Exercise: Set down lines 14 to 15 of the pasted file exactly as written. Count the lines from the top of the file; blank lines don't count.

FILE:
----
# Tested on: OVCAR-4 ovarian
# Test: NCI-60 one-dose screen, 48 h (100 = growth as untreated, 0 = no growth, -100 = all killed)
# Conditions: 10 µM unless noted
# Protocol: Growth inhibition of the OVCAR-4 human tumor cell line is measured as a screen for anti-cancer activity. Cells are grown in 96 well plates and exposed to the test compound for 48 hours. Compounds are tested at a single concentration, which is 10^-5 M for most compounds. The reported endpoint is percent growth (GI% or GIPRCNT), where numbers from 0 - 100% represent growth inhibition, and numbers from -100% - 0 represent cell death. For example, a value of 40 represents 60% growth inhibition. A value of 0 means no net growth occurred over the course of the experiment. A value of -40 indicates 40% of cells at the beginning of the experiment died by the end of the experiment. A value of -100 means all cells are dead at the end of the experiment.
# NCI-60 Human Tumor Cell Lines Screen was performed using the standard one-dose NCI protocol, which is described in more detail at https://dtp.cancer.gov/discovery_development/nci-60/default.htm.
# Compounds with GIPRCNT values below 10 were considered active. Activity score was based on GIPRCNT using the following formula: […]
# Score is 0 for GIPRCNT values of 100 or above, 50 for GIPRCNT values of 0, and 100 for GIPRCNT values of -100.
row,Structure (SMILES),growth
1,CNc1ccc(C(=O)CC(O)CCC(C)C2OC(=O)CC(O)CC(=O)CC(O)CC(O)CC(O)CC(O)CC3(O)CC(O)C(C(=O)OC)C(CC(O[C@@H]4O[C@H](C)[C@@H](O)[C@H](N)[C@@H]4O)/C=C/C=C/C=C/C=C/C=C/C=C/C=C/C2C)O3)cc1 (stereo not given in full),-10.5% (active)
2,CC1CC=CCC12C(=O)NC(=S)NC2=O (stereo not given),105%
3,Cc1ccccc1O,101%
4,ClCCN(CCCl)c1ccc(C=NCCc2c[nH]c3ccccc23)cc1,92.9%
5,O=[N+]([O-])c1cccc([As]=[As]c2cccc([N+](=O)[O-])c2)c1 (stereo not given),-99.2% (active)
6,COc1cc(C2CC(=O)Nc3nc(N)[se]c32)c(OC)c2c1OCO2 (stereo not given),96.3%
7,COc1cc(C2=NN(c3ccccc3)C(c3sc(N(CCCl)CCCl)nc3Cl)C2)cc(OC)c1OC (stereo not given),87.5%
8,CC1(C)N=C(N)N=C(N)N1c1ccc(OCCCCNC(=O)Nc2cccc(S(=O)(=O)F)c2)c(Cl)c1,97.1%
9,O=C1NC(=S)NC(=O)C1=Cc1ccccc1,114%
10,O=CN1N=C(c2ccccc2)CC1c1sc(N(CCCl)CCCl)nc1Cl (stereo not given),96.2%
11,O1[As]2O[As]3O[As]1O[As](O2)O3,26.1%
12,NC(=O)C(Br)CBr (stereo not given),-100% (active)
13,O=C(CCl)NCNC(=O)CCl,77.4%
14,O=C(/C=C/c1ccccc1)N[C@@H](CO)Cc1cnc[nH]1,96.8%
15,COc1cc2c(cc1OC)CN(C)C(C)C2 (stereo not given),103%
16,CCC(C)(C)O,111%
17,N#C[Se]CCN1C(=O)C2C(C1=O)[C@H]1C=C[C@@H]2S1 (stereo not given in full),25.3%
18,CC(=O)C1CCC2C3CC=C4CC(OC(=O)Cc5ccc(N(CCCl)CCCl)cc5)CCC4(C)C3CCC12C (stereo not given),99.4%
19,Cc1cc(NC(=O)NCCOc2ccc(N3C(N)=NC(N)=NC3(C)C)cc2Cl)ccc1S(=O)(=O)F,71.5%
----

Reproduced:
6,COc1cc(C2CC(=O)Nc3nc(N)[se]c32)c(OC)c2c1OCO2 (stereo not given),96.3%
7,COc1cc(C2=NN(c3ccccc3)C(c3sc(N(CCCl)CCCl)nc3Cl)C2)cc(OC)c1OC (stereo not given),87.5%